Senator Sanders’ College for All Act not a feasible plan

Senator Bernie Sanders is well known for targeting millionaires and billionaires with his rhetoric, and he is equally well known among college students for his promises of free college. For many college students, promises of free tuition from politicians are quite appealing. High school students across the country are experiencing rising pressure to attend college and rising expenses while in college. Despite the significant increases in tuition, fees and books, demand (the number of enrollees) continues to increase for most colleges.

The rising costs of education have certainly gained the attention of many college students. Sen. Sanders has proposed the College for All Act (CAA) to address these problems. Other Democratic candidates have begun to unify around the message of making college affordable; Sen. Sanders’ CAA has upped the ante. The plan’s priority is to provide funding to eliminate tuition and fees at public universities and colleges. This would eliminate most upfront costs that prevent students from attending college. The next step Sen. Sanders proposes is to provide grants/assistance for all cost of living expenses and require state government contributions. This would abate the secondary costs associated with attending college. Sen. Sanders' final major CAA item is to offer debt forgiveness for all student loans and cap interest rates on future student loans at 1.88%. But would Sander’s plan be feasible if it was implemented?

The CAA does seem to make college life easier for students, particularly in the immediate future; however, it will have a significant impact on the economy worth considering. After all, most college students will enter the workforce during or after college. While the CAA will create a macro increase in demand for college education, this will cause upward pressure on tuition, fees and expenses. Additionally, students in poor financial standing will have more difficulty getting approved for a loan. Is free college enticing enough to suffer these economic consequences?

The CAA will present unique challenges to many public institutions because they will need to accommodate a significant increase in demand for their services. Given that many high school graduates do place a high value on a college education, many colleges will likely experience a significant increase in enrollment following the enactment of the CAA. With the direct costs of college being reduced to essentially zero, there will be an increase in demand for college (at least in the short run). With 69% of high school graduates pursuing degrees, the largest portion of potential college enrollees could be individuals several years or even decades removed from high school because only 33% of Americans have a bachelor’s degree. There is potential for a sharp increase in demand for college education.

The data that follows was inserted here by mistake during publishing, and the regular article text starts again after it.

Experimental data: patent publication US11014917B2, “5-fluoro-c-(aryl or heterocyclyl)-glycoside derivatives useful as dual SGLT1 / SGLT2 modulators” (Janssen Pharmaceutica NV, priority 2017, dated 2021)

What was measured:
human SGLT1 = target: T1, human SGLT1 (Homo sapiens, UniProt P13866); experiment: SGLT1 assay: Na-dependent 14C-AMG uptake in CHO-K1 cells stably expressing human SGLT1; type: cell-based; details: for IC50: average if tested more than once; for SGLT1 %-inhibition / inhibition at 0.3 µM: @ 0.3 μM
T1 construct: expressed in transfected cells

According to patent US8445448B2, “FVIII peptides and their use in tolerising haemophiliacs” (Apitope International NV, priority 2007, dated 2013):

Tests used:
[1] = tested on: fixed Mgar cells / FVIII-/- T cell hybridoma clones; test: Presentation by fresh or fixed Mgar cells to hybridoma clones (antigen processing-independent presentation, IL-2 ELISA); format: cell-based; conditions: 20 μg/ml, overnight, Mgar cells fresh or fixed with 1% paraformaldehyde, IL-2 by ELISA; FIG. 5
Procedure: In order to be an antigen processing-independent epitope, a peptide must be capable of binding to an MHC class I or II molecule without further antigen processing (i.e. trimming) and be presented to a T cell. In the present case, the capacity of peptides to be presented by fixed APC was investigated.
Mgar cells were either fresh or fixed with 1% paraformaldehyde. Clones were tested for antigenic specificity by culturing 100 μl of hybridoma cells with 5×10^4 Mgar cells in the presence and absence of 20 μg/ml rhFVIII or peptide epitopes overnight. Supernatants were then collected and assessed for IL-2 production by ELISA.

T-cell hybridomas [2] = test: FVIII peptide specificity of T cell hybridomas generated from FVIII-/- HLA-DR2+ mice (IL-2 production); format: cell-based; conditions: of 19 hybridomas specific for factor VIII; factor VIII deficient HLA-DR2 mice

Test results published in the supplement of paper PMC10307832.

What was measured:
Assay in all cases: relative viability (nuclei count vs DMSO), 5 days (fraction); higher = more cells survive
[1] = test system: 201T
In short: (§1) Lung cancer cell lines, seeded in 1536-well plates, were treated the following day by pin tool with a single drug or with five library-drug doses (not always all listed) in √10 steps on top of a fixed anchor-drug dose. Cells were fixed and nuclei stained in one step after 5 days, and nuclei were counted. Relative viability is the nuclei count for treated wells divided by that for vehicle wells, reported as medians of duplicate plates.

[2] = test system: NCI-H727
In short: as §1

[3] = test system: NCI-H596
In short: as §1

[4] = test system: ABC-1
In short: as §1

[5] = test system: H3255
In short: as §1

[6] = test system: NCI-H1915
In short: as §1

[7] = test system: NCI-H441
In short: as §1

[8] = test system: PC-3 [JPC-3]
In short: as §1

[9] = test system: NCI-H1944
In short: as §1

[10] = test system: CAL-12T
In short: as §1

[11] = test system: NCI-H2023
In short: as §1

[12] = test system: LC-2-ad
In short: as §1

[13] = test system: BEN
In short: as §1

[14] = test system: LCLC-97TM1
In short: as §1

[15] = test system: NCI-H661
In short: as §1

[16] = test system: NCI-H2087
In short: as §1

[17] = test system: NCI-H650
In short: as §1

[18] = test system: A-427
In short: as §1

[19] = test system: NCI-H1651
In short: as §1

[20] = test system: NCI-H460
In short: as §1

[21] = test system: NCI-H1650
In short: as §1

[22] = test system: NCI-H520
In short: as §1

The CAA plan to address the secondary costs of pursuing a college education will also drive up prices. College housing, food and miscellaneous expenses will all increase due in part to the increase in demand for these goods and services and also due to the nature of the funding. It can be reasonably assumed that as more students seek college degrees, all the expenses associated with college degree seekers will also increase. If Sen. Sanders is seeking to increase enrollment, then there will likely be an increase in costs caused by the increased enrollment.

The final major piece of the CAA involves debt forgiveness and interest rate capping. It will make it more difficult to get a loan; with a cap on the highest interest rate able to be charged (1.88%), only the most qualified loan seekers will be able to get a loan. Student loans make up a significant amount of GDP at  $1.6 trillion. With effects similar to rent controls, placing an interest rate cap will push out unqualified loan seekers. If interest rates are capped at 1.88%, banks and loan agencies will be inclined to offer fewer loans and select only the most qualified applicants for those loans. This will put the least qualified loan seekers (who probably need the loans the most) in a more difficult financial position than before the interest rate capping.

With these quantitative economic arguments in mind, consideration of moral concerns surrounding the CAA is warranted. It is reasonable to contend that there is a moral imperative to assist the vulnerable members of society; college students, according to Sen. Sanders, are among the most vulnerable with 45% of college students struggling with hunger and 17% struggling with homelessness. Shouldn’t policymakers consider moral concerns when adopting legislation? The argument could be made that perhaps these qualitative concerns outweigh the quantitative difficulties and the CAA should be adopted. But as strongly as moral concerns may encourage us to act, it is prudent to pursue a feasible course of action. Unfortunately, Sen. Sanders’ College for All Act is not feasible. 

The feasibility of the CAA is impacted by multiple variables. As the number of student applicants increases there will be upward pressure on prices surrounding college. The CAA seeks to reduce the impacts of this upward pressure on price by offering grants, financial assistance and capping interest rates on student loans; however, this further accelerates the problem. Because interest rates and inflation are inversely correlated, we expect that a reduction in the interest rate will be followed by an increase in inflation. Capping interest rates will put further upward pressure on prices. Due to the economic problems the CAA will likely create, it’s not a feasible plan for the American education system.